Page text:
CFWshops have been going since 1999. It has taken a long time to grow. And you have to understand that even as we grow, we have natural attrition. Some clinics we will start and they will never take off and we have to shut them, or we have to relocate them to new sites. But we are currently rolling out at about 20 to 30 new clinics every year.
>RHN: What about public health messages? Can your shops deliver those?
EN: Yes indeed. That’s part of our franchisees’ work, to conduct outreach within the community, to pass on public health messages. They look at it this way: they’re educating the community to change – behaviour change. But on the other hand they are also getting themselves known by the community. So when the community have ailments or they fall ill, they know where to go. So it works both ways – they’re passing on the public health messages but they’re also marketing their outlets at the same time.
RealHealthNews also spoke to researchers investigating the effectiveness of CFWshops, at least against one key disease – malaria: Athuman Chiguso in Kenya and Franco Pagnoni in Geneva.
>RHN: Athuman Chiguso, you’re working with the UNICEF-UNDP-World Bank-WHO Special Programme for Research and Training in Tropical Diseases (TDR) to research the impact of CFWshops. Can you tell us what you’re doing?
AC: We are studying access to the first line anti-malaria drug artemether/lumefantrine [Novartis’ Coartem] in nine CFW clinics in three districts of Kenya – two with seasonal malaria and one where it is endemic.
We are looking to see whether first line anti-malarials are available in communities; then to see if people are complying with the treatment; and to see if there is any adverse reaction to the drugs .
>RHN: Is there a compliance issue?
AC: Well the regime is six doses over three days, compared to the previous [single dose] regime of sulfadoxine-pyrimethamine.
The first dose you take immediately having met the nurse, and the second dose after eight hours. Then the second day you need to take one in the morning and then another dose in the evening, and then continue for the next two days.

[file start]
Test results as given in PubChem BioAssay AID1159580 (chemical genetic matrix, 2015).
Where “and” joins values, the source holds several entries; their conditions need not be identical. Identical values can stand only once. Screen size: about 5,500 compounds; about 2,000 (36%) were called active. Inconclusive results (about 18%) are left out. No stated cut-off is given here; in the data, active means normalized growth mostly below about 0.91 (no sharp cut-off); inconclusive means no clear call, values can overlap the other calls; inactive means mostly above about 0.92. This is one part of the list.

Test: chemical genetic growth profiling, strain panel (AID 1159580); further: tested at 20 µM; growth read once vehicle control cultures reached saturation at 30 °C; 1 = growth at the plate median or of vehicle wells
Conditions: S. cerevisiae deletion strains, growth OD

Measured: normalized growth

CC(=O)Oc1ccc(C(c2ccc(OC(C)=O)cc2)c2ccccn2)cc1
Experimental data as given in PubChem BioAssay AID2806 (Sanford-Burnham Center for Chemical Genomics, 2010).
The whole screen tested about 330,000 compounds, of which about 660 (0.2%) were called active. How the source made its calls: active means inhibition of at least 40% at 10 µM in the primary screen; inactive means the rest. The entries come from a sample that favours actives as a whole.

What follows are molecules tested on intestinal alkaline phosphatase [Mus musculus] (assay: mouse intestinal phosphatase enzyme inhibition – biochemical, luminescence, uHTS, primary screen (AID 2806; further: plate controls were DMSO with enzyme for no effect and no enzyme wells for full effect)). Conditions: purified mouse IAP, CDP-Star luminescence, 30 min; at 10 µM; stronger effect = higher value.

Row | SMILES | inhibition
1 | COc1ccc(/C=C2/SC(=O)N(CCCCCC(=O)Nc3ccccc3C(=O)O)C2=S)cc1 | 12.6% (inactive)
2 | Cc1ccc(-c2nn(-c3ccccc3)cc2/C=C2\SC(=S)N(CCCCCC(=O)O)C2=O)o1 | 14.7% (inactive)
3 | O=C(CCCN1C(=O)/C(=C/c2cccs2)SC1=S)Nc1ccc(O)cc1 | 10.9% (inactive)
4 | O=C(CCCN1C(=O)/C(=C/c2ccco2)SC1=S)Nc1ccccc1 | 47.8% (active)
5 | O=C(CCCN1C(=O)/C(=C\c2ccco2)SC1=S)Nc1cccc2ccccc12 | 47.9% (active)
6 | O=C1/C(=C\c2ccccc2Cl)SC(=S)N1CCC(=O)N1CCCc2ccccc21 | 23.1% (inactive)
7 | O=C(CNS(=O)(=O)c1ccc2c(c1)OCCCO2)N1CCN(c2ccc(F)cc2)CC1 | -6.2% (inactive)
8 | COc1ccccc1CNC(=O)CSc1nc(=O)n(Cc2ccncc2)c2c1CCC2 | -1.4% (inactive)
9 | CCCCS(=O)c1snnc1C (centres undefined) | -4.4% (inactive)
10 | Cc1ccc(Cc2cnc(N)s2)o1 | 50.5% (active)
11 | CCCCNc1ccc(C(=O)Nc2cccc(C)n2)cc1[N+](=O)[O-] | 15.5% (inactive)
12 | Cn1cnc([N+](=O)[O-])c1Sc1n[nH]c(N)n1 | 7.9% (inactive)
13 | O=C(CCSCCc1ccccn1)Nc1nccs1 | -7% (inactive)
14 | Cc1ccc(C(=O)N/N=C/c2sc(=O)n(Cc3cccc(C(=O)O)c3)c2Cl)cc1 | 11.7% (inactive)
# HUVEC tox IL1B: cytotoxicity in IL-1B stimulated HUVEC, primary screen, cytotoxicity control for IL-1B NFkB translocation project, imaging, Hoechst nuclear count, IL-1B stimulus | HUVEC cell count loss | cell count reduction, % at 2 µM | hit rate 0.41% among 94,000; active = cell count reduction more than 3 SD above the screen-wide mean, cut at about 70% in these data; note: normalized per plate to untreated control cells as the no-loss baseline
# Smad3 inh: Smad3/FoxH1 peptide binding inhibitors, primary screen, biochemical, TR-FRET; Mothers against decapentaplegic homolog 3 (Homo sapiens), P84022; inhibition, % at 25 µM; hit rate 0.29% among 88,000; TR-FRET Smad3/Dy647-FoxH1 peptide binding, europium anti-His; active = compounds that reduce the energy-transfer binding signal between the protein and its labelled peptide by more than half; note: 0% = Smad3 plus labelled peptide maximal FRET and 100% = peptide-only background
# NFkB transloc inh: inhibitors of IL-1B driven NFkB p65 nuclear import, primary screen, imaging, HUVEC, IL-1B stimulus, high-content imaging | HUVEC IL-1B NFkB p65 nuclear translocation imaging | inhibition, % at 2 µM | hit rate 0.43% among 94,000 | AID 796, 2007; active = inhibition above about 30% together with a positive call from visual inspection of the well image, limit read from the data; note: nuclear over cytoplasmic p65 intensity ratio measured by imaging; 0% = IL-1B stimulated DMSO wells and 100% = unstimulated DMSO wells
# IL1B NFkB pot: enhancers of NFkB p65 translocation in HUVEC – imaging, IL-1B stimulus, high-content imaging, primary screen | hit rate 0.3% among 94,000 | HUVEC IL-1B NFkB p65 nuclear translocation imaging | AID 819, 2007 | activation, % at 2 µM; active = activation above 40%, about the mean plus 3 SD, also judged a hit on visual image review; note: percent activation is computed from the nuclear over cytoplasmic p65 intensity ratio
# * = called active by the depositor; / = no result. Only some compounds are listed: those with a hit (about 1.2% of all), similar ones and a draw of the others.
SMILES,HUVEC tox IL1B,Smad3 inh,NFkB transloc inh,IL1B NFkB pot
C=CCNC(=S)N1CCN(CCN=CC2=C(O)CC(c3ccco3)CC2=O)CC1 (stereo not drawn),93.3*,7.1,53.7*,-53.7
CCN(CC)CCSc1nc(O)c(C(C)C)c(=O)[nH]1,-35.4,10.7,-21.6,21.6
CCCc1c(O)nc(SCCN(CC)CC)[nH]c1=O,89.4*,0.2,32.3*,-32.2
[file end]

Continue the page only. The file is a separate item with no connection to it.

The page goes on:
The regime relies on the patient. The nurse has to give education correctly at the desk. She or he must tell the patient that they will be feeling OK after the second dose, but ask them to please continue through the treatment. Then the nurse must tell them that if they have any fever, if any time they get an adverse reaction, they must please report back to the clinic.
So far patients have been complying with the treatment and they appear to be happy about the drug they are taking. There have just been two small reactions in six months.
One of the things we want to see is can micro-franchising [the CFWshops model] be an opportunity to access first line anti-malarials? And is it a benefit to both the community and the franchisee? In other words, is it sustainable?
RealHealthNews also spoke to Franco Pagnoni, at TDR HQ in Geneva:
FP: We are measuring if this is a feasible way of distributing Coartem – if the distribution system works, if drugs are available; and then of course the main outcome measure of the project is whether the population likes it, whether this way of making Coartem available increases the proportion of children that is treated promptly and correctly with Coartem.
We are comparing a baseline, before the CFWshops began distributing Coartem, with a point after about a year later. The baseline study was done in late 2006.
The indicator is the proportion of children treated. For example, if without Coartem at the CFWshops maybe 50% of children got Coartem within 24 hrs and took it as prescribed, probably through government clinics; and maybe after a year of having Coartem available at the CFWshops we found this proportion had increased to 70%, we’d be seeing a positive benefit of 20%.
The CFWshops first give a rapid diagnostic test, to see if you have parasites or not, and they don’t give Coartem to those who don’t have parasites; and when the give Coartem they give the blister packs that TDR has developed, with the full course, together with information and instructions.
Compliance goes together with access – we want the treatment to be correct, so we want mothers to comply with the correct schedule, and CFW shopkeepers have to give the appropriate instructions – e.g. no to prescribe it for severe malaria (that needs treatment at the hospital). So we are evaluating all these parameters: access but with quality, quality of prescription from the side of the shopkeeper and administration from the mother.
What the mothers do at home of course we don’t know. We can’t follow every patient. But compliance will be measured through random structured interviews, and inspection of the blister packs, at home.
The ‘after’ survey will be done before or after the coming Presidential election in Kenya, in November 2007 or January 2008. Publication will be maybe six months later.